The patient was diagnosed with rhabdomyolysis and was treated with aggressive intravenous fluid and sodium bicarbonate drip. Urine output and electrolyte were closely monitored. He was started on methimazole for hyperthyroidism. His symptom significantly improved and serum creatinine kinase level also gradually decreased without electrolyte imbalance or acute kidney injury. The patient was discharged home with stable condition and had a radioactive iodine uptake done which showed high radioactive iodine uptake with homogenous activity consistent with Graves’ disease.

3. Discussion

Musculoskeletal manifestations of hyperthyroidism include thyrotoxic periodic paralysis, thyrotoxic myopathy, and less commonly thyroid ophthalmopathy [5]. Rhabdomyolysis known to be more frequently occurred in hypothyroidism has been rarely reported to be associated with hyperthyroidism.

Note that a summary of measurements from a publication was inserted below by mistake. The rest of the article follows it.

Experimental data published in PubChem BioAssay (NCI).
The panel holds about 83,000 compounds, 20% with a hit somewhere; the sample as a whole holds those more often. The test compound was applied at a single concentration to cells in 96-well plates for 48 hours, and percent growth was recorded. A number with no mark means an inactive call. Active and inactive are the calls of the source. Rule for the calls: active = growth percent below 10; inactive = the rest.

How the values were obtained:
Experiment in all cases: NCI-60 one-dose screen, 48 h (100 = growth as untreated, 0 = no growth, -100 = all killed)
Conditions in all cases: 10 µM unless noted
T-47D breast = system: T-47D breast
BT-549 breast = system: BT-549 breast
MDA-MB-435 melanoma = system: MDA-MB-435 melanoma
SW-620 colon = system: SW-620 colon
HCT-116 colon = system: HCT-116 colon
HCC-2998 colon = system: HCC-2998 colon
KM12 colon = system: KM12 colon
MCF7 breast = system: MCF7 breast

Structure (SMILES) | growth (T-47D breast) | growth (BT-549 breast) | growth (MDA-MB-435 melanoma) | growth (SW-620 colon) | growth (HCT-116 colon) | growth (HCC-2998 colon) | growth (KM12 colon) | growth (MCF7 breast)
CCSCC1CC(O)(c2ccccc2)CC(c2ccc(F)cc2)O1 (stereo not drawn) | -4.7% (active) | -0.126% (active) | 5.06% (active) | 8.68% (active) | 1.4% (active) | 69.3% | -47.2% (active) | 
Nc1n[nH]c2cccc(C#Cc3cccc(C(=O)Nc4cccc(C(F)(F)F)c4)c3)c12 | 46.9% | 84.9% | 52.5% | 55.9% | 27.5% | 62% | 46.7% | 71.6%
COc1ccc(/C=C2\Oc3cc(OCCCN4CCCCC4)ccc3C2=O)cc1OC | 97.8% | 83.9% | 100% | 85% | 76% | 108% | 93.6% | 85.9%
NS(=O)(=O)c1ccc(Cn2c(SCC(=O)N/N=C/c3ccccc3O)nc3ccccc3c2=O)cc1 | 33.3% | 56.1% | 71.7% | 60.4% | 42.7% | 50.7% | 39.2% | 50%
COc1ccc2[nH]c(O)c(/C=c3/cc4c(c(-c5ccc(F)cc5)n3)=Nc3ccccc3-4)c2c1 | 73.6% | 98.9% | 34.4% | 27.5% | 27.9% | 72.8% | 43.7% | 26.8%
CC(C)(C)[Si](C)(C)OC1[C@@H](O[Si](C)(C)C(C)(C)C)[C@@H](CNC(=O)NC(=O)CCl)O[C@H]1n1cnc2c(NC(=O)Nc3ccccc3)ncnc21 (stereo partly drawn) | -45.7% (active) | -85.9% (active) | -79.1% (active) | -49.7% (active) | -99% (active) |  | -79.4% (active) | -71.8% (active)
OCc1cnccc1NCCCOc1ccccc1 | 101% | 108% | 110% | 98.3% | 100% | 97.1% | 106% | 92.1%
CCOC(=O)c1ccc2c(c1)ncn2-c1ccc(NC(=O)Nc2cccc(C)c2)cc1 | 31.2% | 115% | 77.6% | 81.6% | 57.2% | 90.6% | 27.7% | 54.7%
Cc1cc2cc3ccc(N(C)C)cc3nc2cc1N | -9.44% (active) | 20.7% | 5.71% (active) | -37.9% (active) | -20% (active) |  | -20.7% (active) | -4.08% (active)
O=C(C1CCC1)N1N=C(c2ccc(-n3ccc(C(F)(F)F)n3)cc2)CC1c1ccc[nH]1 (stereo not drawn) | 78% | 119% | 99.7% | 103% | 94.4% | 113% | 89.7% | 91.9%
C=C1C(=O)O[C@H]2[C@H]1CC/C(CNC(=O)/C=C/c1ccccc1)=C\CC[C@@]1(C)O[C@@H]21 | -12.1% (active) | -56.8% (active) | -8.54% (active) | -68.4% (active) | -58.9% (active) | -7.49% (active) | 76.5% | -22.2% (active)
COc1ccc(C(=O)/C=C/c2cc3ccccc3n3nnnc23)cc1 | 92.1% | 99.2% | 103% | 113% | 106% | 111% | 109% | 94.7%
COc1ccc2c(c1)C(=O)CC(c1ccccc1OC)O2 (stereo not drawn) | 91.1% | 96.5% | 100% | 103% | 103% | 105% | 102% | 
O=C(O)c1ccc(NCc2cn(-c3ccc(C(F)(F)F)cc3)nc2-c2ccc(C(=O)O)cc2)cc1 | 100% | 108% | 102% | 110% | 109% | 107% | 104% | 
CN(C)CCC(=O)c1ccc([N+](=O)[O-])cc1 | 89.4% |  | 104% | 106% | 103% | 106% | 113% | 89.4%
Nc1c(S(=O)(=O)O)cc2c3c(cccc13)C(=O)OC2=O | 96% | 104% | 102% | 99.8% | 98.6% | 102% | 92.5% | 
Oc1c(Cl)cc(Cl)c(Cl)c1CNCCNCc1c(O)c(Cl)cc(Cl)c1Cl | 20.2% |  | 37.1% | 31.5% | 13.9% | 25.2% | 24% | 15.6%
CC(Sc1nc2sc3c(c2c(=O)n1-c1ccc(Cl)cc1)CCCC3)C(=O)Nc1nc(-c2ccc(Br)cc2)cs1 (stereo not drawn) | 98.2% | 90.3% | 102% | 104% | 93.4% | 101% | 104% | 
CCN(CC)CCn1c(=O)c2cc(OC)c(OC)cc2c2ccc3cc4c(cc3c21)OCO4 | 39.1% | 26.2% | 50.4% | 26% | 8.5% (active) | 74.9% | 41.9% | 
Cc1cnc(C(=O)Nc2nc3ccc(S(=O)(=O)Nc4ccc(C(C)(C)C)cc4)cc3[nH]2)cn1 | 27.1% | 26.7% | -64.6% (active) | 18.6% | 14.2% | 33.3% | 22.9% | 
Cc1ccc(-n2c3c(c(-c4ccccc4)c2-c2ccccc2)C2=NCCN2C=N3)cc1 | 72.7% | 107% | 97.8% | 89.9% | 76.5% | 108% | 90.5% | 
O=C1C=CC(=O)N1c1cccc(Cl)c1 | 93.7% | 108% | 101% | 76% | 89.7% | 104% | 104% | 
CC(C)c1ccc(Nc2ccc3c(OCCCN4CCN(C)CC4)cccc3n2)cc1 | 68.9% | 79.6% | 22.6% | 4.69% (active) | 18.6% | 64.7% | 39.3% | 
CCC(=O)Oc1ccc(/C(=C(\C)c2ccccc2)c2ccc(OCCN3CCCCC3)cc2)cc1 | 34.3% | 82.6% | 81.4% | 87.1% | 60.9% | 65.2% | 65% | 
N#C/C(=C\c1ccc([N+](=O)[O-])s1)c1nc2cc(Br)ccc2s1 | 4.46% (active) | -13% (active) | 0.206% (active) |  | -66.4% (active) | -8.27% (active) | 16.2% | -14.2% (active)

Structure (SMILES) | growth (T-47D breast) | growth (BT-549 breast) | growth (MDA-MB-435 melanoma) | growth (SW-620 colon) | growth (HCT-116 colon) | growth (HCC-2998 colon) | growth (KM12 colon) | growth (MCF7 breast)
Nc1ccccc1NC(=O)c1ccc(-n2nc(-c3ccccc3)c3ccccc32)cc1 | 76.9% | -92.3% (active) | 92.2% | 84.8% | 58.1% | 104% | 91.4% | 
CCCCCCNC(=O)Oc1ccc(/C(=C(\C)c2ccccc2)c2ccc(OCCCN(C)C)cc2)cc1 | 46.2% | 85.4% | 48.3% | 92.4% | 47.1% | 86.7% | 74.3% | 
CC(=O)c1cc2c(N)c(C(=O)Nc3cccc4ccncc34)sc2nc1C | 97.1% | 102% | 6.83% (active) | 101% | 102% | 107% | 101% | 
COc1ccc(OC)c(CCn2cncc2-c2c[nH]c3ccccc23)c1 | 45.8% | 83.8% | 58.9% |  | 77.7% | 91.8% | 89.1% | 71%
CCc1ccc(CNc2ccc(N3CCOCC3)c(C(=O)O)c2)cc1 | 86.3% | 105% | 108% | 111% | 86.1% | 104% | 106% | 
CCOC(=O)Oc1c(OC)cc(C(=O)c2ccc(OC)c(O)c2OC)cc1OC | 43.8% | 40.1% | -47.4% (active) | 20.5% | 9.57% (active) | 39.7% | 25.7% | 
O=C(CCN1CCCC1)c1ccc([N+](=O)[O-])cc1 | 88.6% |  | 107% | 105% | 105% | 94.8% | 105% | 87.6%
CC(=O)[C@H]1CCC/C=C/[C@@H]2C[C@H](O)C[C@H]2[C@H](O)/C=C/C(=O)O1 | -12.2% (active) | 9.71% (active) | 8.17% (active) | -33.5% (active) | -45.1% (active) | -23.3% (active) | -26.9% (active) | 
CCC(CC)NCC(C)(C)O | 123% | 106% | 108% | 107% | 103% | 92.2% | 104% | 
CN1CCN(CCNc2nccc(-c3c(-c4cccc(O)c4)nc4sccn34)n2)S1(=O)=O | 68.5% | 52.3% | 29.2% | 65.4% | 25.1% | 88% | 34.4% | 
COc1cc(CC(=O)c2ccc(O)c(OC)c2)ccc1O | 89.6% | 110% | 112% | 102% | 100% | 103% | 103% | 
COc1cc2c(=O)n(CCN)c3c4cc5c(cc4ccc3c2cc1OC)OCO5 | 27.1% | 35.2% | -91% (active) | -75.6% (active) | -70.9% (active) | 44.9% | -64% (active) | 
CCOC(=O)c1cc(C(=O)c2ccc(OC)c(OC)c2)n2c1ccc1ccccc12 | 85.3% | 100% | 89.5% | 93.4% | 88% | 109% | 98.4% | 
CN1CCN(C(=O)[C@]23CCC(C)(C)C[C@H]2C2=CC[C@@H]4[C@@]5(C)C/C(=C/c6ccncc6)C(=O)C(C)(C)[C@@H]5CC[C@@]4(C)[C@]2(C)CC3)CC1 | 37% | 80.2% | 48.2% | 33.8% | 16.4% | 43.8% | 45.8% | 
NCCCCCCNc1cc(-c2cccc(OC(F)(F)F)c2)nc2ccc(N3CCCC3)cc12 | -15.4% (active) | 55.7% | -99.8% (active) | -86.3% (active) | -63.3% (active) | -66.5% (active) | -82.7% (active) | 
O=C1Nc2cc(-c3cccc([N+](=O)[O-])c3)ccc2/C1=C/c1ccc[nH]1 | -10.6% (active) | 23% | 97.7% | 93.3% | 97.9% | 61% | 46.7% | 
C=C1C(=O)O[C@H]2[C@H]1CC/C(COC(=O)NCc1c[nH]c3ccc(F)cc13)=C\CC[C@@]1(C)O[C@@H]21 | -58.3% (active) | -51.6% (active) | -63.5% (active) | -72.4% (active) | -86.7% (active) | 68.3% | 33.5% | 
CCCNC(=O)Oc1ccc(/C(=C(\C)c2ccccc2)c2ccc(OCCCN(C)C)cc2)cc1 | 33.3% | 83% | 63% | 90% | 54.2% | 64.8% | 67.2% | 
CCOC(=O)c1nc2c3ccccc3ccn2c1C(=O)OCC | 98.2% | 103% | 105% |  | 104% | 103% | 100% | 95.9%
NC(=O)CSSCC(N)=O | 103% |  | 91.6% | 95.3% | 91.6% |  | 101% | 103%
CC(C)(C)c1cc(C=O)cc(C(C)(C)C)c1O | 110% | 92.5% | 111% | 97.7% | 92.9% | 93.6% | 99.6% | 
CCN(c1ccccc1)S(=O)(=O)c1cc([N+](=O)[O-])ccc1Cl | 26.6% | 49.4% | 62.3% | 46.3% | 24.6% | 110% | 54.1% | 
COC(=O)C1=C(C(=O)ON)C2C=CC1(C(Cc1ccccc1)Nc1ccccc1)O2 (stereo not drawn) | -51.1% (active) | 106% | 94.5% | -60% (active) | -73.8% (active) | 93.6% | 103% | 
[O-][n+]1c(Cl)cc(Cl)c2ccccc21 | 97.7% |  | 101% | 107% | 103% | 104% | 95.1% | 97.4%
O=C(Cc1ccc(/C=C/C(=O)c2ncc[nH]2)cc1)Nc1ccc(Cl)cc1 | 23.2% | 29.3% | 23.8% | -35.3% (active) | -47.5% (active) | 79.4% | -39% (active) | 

Theoretically, hyperthyroidism can cause rhabdomyolysis by increasing cellular metabolism and also decreasing muscle energy stores, both of which result in cellular damage [3]. Disturbance in the level of skeletal muscle carnitine may play a role in the pathogenesis. Carnitine which is substance necessary for the production of energy was significantly reduced in skeletal muscle of hyperthyroid patients. The mechanism by which carnitine becomes depleted might be due to an increased esterification and urinary excretion of carnitine [7].

The summaries of cases of rhabdomyolysis associated with hyperthyroidism are detailed in Table 1. Three cases of rhabdomyolysis occurred in the setting of thyroid storm [2, 3, 5]. One of these cases developed heart failure and liver failure and died of disseminated intravascular coagulation and renal failure [3]. The other cases of rhabdomyolysis did not meet the criteria for thyroid storm [1, 4, 6] and one case was triggered by a regular exercise session [6]. Therefore, hyperthyroidism should be considered in the differential diagnosis of rhabdomyolysis. Furthermore, in patients who developed rhabdomyolysis after nonstrenuous exercise hyperthyroidism should be ruled out.


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Conflict of Interests

There is no conflict of interests regarding the publication of this paper.